I want/need to use the word 'Android' referring to the Android-System/Software in a paper/thesis. I found these guidelines. Do I have to use both, the TM-symbol AND a footnote? Like AndroidTM - It looks strange...
Your thesis or paper is in this respect similar to a newspaper article about the product ("Independent coverage"). Do newspapers use the "TM" symbol if they write about products? No. (At least no newspapers or magazine I know does.)
It is used by people who have an agreement, are cooperating with the proprietor of the brand name in question, to show exactly that.
These "guidelines" (same as e.g. Microsofts EULAs etc.) are not even a binding contract in many legislations, because they try to force them on you after you have already paid for the product.
I would advise you to be as conservative as possible and err on the side of adhering to the wishes of the trademark's owner. It won't do you any harm, whereas breaking a rule/convention might wind up giving you grief.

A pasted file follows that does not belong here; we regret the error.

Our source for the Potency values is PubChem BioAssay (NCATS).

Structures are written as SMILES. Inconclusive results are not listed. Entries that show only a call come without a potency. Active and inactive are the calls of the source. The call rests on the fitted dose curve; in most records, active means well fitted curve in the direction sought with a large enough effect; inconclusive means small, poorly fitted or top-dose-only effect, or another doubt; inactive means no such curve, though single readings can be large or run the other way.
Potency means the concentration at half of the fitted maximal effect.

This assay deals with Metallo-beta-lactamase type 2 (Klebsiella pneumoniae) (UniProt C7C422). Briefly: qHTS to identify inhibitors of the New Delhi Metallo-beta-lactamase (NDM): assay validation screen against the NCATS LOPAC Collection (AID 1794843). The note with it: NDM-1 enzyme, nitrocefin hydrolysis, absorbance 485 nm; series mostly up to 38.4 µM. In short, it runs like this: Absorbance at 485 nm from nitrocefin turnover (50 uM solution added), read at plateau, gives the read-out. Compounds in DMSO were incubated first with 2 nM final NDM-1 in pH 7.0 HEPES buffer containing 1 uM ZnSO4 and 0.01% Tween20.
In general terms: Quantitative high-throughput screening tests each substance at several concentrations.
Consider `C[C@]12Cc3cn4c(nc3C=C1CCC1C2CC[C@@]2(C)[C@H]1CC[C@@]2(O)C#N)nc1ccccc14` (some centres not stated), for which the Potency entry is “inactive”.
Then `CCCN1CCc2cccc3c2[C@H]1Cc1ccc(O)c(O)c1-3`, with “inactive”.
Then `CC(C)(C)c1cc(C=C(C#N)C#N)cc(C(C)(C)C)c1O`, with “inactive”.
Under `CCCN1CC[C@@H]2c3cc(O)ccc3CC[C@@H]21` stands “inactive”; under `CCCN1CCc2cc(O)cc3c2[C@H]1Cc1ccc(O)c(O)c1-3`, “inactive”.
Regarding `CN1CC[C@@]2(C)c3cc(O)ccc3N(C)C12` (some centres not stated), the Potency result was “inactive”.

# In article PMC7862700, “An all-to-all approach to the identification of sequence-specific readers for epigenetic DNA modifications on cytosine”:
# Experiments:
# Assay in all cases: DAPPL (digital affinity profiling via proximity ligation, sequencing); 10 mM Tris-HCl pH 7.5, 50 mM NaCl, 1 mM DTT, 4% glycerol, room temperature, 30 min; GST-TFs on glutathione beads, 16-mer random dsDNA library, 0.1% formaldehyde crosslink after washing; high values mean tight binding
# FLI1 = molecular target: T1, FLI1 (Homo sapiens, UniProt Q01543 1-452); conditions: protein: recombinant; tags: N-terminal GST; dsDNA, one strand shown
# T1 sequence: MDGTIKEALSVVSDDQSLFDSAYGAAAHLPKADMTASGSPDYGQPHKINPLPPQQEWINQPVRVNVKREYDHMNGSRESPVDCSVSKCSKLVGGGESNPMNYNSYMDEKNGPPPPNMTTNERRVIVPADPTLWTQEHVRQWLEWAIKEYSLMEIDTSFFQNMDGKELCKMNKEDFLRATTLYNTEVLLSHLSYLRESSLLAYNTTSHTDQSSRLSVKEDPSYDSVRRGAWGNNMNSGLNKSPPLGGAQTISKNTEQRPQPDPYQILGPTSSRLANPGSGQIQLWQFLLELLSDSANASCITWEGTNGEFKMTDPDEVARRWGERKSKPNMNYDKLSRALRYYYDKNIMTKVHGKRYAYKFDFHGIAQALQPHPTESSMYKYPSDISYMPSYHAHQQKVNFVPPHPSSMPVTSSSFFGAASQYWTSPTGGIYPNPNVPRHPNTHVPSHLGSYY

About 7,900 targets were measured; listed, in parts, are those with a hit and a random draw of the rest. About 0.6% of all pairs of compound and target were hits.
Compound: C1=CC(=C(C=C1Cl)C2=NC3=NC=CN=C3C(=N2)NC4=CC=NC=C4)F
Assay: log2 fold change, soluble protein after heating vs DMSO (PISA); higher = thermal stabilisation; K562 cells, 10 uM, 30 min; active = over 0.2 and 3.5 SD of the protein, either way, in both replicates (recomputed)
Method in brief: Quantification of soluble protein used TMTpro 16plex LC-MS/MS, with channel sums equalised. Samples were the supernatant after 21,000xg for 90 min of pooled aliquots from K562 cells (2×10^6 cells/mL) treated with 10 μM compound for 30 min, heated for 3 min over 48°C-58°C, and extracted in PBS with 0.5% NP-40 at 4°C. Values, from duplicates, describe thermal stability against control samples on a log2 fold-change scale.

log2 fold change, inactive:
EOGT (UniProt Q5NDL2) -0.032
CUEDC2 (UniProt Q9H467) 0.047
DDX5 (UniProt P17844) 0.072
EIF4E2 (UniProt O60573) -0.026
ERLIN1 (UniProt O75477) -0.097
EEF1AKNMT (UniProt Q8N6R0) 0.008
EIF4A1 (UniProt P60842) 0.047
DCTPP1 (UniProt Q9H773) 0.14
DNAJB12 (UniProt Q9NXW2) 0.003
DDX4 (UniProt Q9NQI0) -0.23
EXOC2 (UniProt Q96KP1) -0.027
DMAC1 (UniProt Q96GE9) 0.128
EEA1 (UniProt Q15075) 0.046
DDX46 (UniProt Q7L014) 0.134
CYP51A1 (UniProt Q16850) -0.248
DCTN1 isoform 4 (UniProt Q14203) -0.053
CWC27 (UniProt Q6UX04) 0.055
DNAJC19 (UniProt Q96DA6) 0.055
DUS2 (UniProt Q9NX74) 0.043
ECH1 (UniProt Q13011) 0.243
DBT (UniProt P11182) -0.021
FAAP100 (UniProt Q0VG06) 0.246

The rights of owners should be respected, especially when the cost is essentially zero. You will want them to respect your IP in future as well.
It is easy to Do the Right Thing when it costs you nothing.
I would guess, however, that mentioning the trademark and its owner once in the paper is sufficient.
And note that you do this, not because of a legal threat but because you respect the people that built the system. This is especially true if their prior work has enabled your own.